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Title: Onboarding Author: Neil Ernst Date: 2018-06-20

This is your jumping off point to get you up and running with your work in collaboration with Dr. Ernst.

I prefer to be called Neil and addressed he/him.

Your first day

  • Read the research ethics guidelines. Chat with Neil if you have any questions about lab norms or would like to add or change anything in the code of conduct.
  • Join the slack channel by asking Neil to send you an invite.

Tools

In my work I use the following. I prefer if you do as well. If you want to use Word, for instance, please have a good reason (usually, some funding agency only accepts Word).

  • Github
  • Git
  • Python & Scipy/Pandas & PyStan
  • R (less often)
  • Excel! Spreadsheets are great for data exploration.
  • Slack

Latex

  • Sharelatex/Authorea - sometimes, more often plain Latex over Git.
  • SublimeText for Mac and the Latextools Plugin
  • Bibtex! Everything you read you should stick in Bibtex. Checkout doi2bib.org.

Compute Canada and WestGrid

forthcoming

Courses and Skillsets

MSc. Students need to take 5 courses and the Research Skills course (595). A few recommendations:

  • Documenting and Understanding Software Systems - Topics in Software Applications CSC 578A my Documentation course
  • Data Mining TPCS:SOFTWARE APPLICATION: Data Mining CSC 578D
  • ML theory : TPCS:ARTIFICIAL INTELGNCE: Machine Learning Theory CSC 581B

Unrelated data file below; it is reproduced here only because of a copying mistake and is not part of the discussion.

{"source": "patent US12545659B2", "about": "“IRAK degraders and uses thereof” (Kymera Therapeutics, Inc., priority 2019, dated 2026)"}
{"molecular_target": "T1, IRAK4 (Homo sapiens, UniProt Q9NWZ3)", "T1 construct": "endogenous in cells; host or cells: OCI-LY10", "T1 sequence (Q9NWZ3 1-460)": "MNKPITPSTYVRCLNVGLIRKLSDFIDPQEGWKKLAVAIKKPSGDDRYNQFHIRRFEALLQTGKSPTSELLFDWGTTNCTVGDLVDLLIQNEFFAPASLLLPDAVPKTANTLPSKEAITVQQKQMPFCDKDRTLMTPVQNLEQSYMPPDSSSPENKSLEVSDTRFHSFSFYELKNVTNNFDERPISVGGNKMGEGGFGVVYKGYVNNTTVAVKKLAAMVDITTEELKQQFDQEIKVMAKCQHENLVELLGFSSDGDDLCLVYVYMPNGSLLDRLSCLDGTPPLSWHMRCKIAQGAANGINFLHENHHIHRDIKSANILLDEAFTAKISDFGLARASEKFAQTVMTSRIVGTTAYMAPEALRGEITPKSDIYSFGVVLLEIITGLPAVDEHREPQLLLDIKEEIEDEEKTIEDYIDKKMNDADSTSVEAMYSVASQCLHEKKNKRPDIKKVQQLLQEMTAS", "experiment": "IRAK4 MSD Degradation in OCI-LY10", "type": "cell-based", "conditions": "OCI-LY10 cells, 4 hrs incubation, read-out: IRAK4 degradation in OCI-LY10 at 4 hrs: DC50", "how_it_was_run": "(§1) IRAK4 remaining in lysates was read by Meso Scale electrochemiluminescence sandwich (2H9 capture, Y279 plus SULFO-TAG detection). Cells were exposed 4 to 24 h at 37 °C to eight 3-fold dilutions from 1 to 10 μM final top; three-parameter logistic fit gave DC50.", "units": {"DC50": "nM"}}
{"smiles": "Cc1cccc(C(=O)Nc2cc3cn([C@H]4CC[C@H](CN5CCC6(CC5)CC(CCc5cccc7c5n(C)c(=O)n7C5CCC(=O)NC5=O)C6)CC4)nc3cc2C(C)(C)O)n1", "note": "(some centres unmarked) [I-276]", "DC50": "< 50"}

• CSC 511 Information Visualization
  • CSC578B: Topics in Software Applications: "Computer-Supported Collaborative Work"
  • CSC581C: Topics in Artificial Intelligence

And others as you (and I) see fit. There is a breadth requirement as well but I have no idea how that works yet, to be honest. Check with the graduate handbook. I think these courses should cover the breadth.

Useful online courses

Being a good researcher/student

I have a few resources here (there are tons). The first is all the links on Michael Ernst's page. These are all well worth reading. If you are not a strong writer, you should definitely pay attention to the advice on writing. But part of my job is to help you with that (modulo some basic ability).

The mandatory reading for this onboarding is Matt Might's Illustrated Guide to a PhD. It's a beautiful description of the frustration and wonder of conducting research.

I have a copy of "Getting What You Came For" in my office.

Other expectations

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